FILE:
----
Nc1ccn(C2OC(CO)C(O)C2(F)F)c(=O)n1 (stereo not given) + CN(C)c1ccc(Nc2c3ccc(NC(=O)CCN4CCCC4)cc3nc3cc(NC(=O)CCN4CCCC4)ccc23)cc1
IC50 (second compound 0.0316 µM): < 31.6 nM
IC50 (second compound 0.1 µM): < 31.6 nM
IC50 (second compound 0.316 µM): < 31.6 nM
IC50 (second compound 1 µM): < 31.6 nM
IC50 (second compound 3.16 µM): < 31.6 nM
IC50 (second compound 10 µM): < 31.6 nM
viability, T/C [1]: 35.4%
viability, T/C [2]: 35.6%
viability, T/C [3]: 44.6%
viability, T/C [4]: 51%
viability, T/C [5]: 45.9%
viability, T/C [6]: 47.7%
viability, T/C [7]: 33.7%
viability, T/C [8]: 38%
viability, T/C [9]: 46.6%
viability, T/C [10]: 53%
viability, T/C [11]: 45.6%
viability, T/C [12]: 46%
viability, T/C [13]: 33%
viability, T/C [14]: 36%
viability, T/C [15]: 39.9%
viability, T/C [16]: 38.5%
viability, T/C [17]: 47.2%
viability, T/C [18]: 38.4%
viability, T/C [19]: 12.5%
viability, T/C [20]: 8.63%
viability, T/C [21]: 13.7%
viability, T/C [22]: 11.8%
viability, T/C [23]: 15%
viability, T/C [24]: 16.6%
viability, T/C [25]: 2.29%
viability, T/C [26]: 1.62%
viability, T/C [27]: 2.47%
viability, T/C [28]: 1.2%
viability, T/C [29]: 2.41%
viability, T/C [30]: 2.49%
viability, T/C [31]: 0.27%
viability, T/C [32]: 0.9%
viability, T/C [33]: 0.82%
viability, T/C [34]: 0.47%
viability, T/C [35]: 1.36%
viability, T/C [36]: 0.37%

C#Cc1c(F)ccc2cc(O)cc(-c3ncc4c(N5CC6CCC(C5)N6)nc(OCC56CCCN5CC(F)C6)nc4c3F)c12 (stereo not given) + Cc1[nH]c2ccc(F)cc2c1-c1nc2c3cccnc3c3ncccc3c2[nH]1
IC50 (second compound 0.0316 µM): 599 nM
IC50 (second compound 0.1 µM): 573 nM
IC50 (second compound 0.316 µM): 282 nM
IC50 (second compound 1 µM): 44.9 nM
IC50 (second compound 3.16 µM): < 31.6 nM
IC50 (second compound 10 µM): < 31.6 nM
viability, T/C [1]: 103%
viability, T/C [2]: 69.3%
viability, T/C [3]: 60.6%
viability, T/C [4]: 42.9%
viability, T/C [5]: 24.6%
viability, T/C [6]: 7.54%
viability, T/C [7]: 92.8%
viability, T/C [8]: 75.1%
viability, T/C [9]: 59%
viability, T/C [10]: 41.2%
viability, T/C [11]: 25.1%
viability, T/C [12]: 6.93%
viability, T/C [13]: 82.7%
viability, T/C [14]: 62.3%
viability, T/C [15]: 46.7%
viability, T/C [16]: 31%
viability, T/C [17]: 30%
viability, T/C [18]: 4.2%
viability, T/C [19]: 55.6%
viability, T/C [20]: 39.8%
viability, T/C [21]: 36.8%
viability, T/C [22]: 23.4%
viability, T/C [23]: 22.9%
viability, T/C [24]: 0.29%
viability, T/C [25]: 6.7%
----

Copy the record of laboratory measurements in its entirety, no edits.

Nc1ccn(C2OC(CO)C(O)C2(F)F)c(=O)n1 (stereo not given) + CN(C)c1ccc(Nc2c3ccc(NC(=O)CCN4CCCC4)cc3nc3cc(NC(=O)CCN4CCCC4)ccc23)cc1
IC50 (second compound 0.0316 µM): < 31.6 nM
IC50 (second compound 0.1 µM): < 31.6 nM
IC50 (second compound 0.316 µM): < 31.6 nM
IC50 (second compound 1 µM): < 31.6 nM
IC50 (second compound 3.16 µM): < 31.6 nM
IC50 (second compound 10 µM): < 31.6 nM
viability, T/C [1]: 35.4%
viability, T/C [2]: 35.6%
viability, T/C [3]: 44.6%
viability, T/C [4]: 51%
viability, T/C [5]: 45.9%
viability, T/C [6]: 47.7%
viability, T/C [7]: 33.7%
viability, T/C [8]: 38%
viability, T/C [9]: 46.6%
viability, T/C [10]: 53%
viability, T/C [11]: 45.6%
viability, T/C [12]: 46%
viability, T/C [13]: 33%
viability, T/C [14]: 36%
viability, T/C [15]: 39.9%
viability, T/C [16]: 38.5%
viability, T/C [17]: 47.2%
viability, T/C [18]: 38.4%
viability, T/C [19]: 12.5%
viability, T/C [20]: 8.63%
viability, T/C [21]: 13.7%
viability, T/C [22]: 11.8%
viability, T/C [23]: 15%
viability, T/C [24]: 16.6%
viability, T/C [25]: 2.29%
viability, T/C [26]: 1.62%
viability, T/C [27]: 2.47%
viability, T/C [28]: 1.2%
viability, T/C [29]: 2.41%
viability, T/C [30]: 2.49%
viability, T/C [31]: 0.27%
viability, T/C [32]: 0.9%
viability, T/C [33]: 0.82%
viability, T/C [34]: 0.47%
viability, T/C [35]: 1.36%
viability, T/C [36]: 0.37%

C#Cc1c(F)ccc2cc(O)cc(-c3ncc4c(N5CC6CCC(C5)N6)nc(OCC56CCCN5CC(F)C6)nc4c3F)c12 (stereo not given) + Cc1[nH]c2ccc(F)cc2c1-c1nc2c3cccnc3c3ncccc3c2[nH]1
IC50 (second compound 0.0316 µM): 599 nM
IC50 (second compound 0.1 µM): 573 nM
IC50 (second compound 0.316 µM): 282 nM
IC50 (second compound 1 µM): 44.9 nM
IC50 (second compound 3.16 µM): < 31.6 nM
IC50 (second compound 10 µM): < 31.6 nM
viability, T/C [1]: 103%
viability, T/C [2]: 69.3%
viability, T/C [3]: 60.6%
viability, T/C [4]: 42.9%
viability, T/C [5]: 24.6%
viability, T/C [6]: 7.54%
viability, T/C [7]: 92.8%
viability, T/C [8]: 75.1%
viability, T/C [9]: 59%
viability, T/C [10]: 41.2%
viability, T/C [11]: 25.1%
viability, T/C [12]: 6.93%
viability, T/C [13]: 82.7%
viability, T/C [14]: 62.3%
viability, T/C [15]: 46.7%
viability, T/C [16]: 31%
viability, T/C [17]: 30%
viability, T/C [18]: 4.2%
viability, T/C [19]: 55.6%
viability, T/C [20]: 39.8%
viability, T/C [21]: 36.8%
viability, T/C [22]: 23.4%
viability, T/C [23]: 22.9%
viability, T/C [24]: 0.29%
viability, T/C [25]: 6.7%